I begged to be excused from that Saturday's St John's evensong as I was keen to sample King's, and sit in the choir pews there, which we did in style thanks to Research Fellow Hanna Weibye, loveliest of colleagues as dance critic on The Arts Desk. I also wanted to hear beloved Herbert Howells. But what I'd been told was right - King's can't match St John's for choral splendour. The men are far too loud for the boys and it can't be healthy for Stephen Cleobury to have been in place since 1982, with the contract running until (at least) 2019. Anyway, he beats rather than shapes, which was what impressed me so much about Andrew Nethsingha at St John's.
After the service. we found ourselves treated to rather fine illuminations outside King's, part of Cambridge's e-Luminate festival. Its website is a bit messy, so I gathered that the rainbow colours projected onto arches were the work of Jack Beccegato Zero.
but didn't find out who did the more dynamic work on the later ensemble to the north. It really has to be seen in action, but you get the idea here.
Everyone seems to hate the Victorian tower of St John's, but I'd rather it was there than not, and the illuminations did a good job on it.
The evening concert, which reflected the festival's theme of 'the old made new' both in its programme and by taking place in St John's Divinity School, Victorian Gothic recently restored to lavish effect, didn't start until 8pm. That gave us a problem that if we stayed for the second half, we'd miss the last convenient train back to London. So we only caught the first, and in a way I'm glad because it ended on such a high. Accomplished piano duo Marie-Noëlle Kendall
and Patrick Hemmerlé were giving two world premieres, starting with Robin Holloway's Soldered Schumann, an attempt to give new life to the Schumann Andante and Variations in B flat which he and Britten both regard(ed) as a noble failure. The Andante is itself lovely stuff, but Holloway's emendations struck me as rather ungainly doodlings, and you can call me arrogant or deluded if you like but his contribution really was the sort of thing I used to improvise on the piano in my better moments.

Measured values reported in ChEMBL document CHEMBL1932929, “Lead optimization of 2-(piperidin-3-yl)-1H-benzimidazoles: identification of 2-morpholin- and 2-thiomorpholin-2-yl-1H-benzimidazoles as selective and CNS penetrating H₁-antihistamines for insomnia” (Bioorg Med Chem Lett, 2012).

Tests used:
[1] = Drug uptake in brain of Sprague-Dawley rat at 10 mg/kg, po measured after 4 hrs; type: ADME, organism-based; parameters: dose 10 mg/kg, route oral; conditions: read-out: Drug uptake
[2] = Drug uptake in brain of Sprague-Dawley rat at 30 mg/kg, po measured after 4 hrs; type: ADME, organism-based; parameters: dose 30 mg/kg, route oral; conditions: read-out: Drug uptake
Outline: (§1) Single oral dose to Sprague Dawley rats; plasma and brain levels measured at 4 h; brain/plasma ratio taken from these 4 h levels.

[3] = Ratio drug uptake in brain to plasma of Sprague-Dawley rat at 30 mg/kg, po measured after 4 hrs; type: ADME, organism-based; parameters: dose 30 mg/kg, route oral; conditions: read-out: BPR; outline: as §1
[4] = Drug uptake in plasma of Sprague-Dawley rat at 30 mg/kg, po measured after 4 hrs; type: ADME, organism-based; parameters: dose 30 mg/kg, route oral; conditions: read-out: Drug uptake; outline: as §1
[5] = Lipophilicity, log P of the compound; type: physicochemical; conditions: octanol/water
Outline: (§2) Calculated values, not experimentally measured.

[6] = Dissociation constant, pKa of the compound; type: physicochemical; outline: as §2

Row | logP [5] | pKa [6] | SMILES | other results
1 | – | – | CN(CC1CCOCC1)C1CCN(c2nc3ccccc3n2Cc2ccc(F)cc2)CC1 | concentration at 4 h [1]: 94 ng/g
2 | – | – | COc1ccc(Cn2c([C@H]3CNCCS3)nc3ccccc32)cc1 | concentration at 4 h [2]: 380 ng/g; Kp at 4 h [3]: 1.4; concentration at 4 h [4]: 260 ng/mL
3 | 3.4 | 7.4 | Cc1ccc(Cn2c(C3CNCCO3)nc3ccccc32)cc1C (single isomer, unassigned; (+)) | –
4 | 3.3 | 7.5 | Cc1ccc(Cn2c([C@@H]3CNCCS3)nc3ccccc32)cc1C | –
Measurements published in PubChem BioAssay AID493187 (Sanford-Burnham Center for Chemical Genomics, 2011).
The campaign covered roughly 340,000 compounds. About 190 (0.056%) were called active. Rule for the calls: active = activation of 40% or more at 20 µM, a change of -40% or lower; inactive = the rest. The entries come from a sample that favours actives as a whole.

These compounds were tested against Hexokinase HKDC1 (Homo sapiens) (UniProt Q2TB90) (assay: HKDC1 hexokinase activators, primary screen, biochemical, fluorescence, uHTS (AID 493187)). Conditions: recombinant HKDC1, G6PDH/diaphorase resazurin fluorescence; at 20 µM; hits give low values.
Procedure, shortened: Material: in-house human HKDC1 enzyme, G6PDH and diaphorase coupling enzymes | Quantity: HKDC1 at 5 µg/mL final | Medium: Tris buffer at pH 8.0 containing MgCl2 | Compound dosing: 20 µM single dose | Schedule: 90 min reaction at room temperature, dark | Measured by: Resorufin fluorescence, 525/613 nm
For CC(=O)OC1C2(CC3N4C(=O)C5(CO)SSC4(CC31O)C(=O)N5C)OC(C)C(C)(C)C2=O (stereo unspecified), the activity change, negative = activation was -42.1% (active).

Would Holloway's Silvered Schubert be the same? I've had the privilege of finding out from the recording Ed sent me, but on the evening I was so bowled over by Hwang's performance of the original Fantaisie for Violin and Piano with ex Pembroke College Organ Scholar James Drinkwater that I knew nothing could actually surpass it.
Anyway, Hwang (pictured again above, good publicity shots) and Drinkwater made such a persuasive case for the Fantaisie that I wouldn't hear much said against it: she with her burning intensity and pitch-perfect technique, he with crystalline runs and supreme elegance. What's Holloway's beef with it?
...that nothing after the opening is worthy of it [this is the wraith-like violin theme against shimmering piano, not easily transcribed for two pianos, and so much is violinistic that its point in rearrangement is lost]. Especially the Variations, which dissipate rather than gather - above all in not providing a minor version [ie variation] to search the lovely Lied more deeply.